Rotoworld is ranking the top general managers in the NFL.

Here is a look at their latest list.

16. Reggie McKenzie, Raiders

Last Year’s Ranking: 25  

For two years, Reggie McKenzie had a reasonable claim to being the worst general manager in football. He inherited a mess like few in NFL history, but kept getting in his own way as he tried to clean it up. Zero members of McKenzie’s first (2012) draft class remain on the Raiders. In 2013, he made the worst pick of the first round (D.J. Hayden), and one of the worst of the second (Menelik Watson). Salary cap woes compromised the Raiders in free agency, but he made a pair of catastrophic blunders in 2014. For reasons that remain unclear, McKenzie let franchise LT Jared Veldheer depart at the age of 26 while attempting to overpay injury-prone OL Rodger Saffold. Veldheer quickly entrenched himself on Carson Palmer’s blindside in Arizona. Saffold failed his physical. It was at this low point that McKenzie started his comeback with a layup. Khalil Mack was the no-brainer to end all no-brainers as the No. 5 overall pick in 2014. More impressive was the three pointer McKenzie launched in the second round, taking Derek Carr at No. 36. Carr looked like he might rim out as a rookie, but rattled home as a sophomore. Just like that, two years of aimlessness had given way to two franchise building blocks. McKenzie is now on a roll, supplementing Mack and Carr with other excellent draft picks in OG Gabe JacksonAmari Cooper, DE/OLB Mario Edwards and Clive Walford. Finally free to spend on the open market, McKenzie added two impact players in March, nabbing G/T Kelechi Osemele and SLB Bruce Irvin. It took him years to find it, but McKenzie has turned the corner, bringing a proud franchise along with him.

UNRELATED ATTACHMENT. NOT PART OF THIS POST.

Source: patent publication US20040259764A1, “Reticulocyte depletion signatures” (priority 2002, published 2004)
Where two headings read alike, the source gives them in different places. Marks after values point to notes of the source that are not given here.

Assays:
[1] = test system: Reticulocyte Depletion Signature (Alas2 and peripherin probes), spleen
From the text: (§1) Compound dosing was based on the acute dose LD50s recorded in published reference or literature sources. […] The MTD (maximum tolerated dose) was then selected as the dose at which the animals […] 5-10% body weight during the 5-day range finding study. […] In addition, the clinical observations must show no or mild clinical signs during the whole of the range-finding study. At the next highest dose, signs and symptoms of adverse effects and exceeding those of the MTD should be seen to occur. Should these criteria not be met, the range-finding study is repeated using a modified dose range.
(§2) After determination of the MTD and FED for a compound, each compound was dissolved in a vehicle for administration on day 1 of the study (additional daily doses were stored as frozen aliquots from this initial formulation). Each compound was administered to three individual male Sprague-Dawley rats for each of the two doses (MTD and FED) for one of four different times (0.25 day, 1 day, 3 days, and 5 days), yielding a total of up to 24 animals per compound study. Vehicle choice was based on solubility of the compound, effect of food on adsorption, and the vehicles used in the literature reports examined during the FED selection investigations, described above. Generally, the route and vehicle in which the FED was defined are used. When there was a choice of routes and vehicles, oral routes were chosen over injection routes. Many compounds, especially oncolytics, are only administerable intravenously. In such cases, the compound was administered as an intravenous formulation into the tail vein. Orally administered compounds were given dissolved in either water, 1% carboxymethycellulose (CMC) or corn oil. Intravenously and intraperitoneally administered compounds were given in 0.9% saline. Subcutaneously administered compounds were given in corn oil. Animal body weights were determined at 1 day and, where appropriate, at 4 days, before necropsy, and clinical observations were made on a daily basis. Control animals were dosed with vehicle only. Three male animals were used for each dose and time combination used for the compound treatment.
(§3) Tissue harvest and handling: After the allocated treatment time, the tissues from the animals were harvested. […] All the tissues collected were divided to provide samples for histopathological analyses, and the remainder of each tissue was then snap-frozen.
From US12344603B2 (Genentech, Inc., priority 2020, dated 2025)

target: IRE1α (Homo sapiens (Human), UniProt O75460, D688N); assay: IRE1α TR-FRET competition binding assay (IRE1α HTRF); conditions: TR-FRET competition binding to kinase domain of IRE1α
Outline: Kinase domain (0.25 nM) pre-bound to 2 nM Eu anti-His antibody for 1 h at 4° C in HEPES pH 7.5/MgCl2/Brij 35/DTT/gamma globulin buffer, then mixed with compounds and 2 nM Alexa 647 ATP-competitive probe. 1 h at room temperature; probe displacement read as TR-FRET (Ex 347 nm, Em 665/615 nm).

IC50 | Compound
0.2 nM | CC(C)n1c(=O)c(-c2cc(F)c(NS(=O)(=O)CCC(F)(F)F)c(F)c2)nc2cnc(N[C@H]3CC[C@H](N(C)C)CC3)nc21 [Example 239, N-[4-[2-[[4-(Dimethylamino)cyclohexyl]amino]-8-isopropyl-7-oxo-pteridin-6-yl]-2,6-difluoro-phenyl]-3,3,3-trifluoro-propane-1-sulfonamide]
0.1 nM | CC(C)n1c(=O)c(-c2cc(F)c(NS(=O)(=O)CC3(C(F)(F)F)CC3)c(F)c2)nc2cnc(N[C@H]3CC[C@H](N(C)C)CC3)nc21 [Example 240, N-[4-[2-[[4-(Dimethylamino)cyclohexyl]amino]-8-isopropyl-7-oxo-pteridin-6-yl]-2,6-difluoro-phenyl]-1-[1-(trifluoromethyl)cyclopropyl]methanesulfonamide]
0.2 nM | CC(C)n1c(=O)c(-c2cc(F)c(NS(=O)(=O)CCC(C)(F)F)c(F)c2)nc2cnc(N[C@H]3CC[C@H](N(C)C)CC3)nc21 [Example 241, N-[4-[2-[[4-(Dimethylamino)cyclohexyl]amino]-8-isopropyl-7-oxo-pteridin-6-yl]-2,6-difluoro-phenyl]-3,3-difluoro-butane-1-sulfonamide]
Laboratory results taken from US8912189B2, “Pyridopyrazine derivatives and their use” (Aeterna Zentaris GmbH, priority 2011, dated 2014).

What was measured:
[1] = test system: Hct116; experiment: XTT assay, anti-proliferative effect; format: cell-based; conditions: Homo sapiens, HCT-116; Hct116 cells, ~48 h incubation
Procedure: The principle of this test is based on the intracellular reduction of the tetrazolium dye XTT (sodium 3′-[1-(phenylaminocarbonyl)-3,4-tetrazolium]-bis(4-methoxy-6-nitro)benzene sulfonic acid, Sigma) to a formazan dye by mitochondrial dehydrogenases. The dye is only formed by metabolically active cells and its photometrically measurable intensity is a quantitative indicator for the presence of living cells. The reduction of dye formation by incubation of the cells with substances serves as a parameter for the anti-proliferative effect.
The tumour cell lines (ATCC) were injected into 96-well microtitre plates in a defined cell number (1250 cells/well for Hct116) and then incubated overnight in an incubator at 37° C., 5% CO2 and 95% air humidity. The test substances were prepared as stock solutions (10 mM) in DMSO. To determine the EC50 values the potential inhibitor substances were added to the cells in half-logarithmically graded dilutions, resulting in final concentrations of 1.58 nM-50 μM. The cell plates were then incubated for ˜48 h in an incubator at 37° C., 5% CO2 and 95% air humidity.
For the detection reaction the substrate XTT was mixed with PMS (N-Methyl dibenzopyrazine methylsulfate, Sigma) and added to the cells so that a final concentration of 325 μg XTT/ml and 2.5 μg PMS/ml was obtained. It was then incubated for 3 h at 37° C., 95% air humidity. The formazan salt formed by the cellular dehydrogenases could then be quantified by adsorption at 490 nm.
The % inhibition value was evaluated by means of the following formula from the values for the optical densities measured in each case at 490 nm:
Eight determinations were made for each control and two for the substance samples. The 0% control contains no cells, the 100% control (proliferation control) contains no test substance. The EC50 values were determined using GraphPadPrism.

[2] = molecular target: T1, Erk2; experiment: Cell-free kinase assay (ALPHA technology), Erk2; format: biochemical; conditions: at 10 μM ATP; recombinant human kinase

24. Trent Baalke, 49ers

Last Year’s Ranking: 18  

Trent Baalke won his power struggle with Jim Harbaugh, but has lost everything else the past two years. Baalke has overseen a talent exodus like few in recent memory, and replaced Harbaugh with the worst coaching hire of the decade. Baalke has at least corrected his Jim Tomsula mistake, but done so with a fellow egomaniac in Chip Kelly. The my-way-or-the-highway duo figures to have an exceedingly difficult time agreeing on a lane. To Baalke’s credit, his 2015 draft was solid, and he hasn’t tried to compensate for his talent deficiencies by “winning” free agency. It’s also true that many of Baalke’s losses weren’t his fault. It’s just that when you’re trying to rebuild your roster from the bottom up, you’re usually better off doing so with one of the best coaches of a generation. Failing to co-exist with Harbaugh is likely to end up Baalke’s football epitaph.